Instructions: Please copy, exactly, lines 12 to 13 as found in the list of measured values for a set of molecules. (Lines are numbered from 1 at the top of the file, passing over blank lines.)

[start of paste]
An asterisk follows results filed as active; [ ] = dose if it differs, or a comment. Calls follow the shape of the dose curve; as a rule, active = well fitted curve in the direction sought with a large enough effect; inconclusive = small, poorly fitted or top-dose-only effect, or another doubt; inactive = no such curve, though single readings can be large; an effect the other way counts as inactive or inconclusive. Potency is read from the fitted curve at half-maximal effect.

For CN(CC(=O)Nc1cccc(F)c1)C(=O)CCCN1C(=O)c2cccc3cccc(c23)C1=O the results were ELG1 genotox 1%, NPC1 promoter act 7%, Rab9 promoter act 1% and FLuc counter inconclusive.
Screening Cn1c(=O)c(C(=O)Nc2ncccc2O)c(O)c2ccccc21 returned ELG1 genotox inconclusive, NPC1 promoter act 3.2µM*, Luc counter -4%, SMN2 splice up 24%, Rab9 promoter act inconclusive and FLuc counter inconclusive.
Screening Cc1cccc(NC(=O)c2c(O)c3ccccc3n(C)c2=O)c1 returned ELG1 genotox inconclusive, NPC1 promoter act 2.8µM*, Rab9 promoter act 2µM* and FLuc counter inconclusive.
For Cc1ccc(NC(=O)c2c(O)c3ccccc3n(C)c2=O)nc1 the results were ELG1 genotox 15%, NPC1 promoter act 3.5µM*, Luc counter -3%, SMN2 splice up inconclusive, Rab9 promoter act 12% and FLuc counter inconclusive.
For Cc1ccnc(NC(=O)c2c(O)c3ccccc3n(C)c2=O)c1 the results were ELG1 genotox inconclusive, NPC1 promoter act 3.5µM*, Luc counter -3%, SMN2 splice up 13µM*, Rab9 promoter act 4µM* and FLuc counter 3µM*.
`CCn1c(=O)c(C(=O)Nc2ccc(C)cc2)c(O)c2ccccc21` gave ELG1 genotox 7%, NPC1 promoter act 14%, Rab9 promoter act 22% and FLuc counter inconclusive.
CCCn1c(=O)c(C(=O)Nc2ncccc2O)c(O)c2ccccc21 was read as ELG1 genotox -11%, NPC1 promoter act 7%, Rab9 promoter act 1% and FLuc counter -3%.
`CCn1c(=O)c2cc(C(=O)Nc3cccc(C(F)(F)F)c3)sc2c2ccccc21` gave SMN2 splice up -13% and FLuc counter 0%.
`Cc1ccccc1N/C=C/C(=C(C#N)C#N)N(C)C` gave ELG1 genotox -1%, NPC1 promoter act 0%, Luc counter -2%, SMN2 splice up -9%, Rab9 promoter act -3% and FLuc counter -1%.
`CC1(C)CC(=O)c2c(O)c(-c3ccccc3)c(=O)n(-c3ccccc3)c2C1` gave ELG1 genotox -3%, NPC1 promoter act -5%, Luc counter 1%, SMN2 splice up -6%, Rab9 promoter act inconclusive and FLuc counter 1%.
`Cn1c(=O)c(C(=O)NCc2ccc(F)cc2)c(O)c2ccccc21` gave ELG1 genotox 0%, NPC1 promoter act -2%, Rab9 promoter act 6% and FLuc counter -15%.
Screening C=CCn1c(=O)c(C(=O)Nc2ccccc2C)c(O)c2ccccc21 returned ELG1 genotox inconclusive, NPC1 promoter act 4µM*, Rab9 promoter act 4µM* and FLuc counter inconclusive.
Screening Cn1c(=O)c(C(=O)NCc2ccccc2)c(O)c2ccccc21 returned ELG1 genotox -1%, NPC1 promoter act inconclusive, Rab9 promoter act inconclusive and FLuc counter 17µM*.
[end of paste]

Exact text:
`Cn1c(=O)c(C(=O)NCc2ccc(F)cc2)c(O)c2ccccc21` gave ELG1 genotox 0%, NPC1 promoter act -2%, Rab9 promoter act 6% and FLuc counter -15%.
Screening C=CCn1c(=O)c(C(=O)Nc2ccccc2C)c(O)c2ccccc21 returned ELG1 genotox inconclusive, NPC1 promoter act 4µM*, Rab9 promoter act 4µM* and FLuc counter inconclusive.